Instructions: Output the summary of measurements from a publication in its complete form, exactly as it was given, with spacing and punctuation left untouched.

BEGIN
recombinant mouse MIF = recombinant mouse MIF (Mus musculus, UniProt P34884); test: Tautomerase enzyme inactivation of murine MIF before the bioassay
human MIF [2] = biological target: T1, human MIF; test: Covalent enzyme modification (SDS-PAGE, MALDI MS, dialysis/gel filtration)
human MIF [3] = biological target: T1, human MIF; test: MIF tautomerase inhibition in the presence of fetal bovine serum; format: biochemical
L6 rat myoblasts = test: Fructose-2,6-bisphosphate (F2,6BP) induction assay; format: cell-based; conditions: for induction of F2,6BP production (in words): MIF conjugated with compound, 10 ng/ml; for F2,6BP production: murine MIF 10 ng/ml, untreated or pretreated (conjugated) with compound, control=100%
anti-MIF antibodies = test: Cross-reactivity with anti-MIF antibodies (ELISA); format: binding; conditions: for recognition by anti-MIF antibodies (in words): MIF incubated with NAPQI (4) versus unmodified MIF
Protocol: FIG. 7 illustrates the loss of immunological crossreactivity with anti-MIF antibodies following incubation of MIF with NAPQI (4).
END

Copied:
recombinant mouse MIF = recombinant mouse MIF (Mus musculus, UniProt P34884); test: Tautomerase enzyme inactivation of murine MIF before the bioassay
human MIF [2] = biological target: T1, human MIF; test: Covalent enzyme modification (SDS-PAGE, MALDI MS, dialysis/gel filtration)
human MIF [3] = biological target: T1, human MIF; test: MIF tautomerase inhibition in the presence of fetal bovine serum; format: biochemical
L6 rat myoblasts = test: Fructose-2,6-bisphosphate (F2,6BP) induction assay; format: cell-based; conditions: for induction of F2,6BP production (in words): MIF conjugated with compound, 10 ng/ml; for F2,6BP production: murine MIF 10 ng/ml, untreated or pretreated (conjugated) with compound, control=100%
anti-MIF antibodies = test: Cross-reactivity with anti-MIF antibodies (ELISA); format: binding; conditions: for recognition by anti-MIF antibodies (in words): MIF incubated with NAPQI (4) versus unmodified MIF
Protocol: FIG. 7 illustrates the loss of immunological crossreactivity with anti-MIF antibodies following incubation of MIF with NAPQI (4).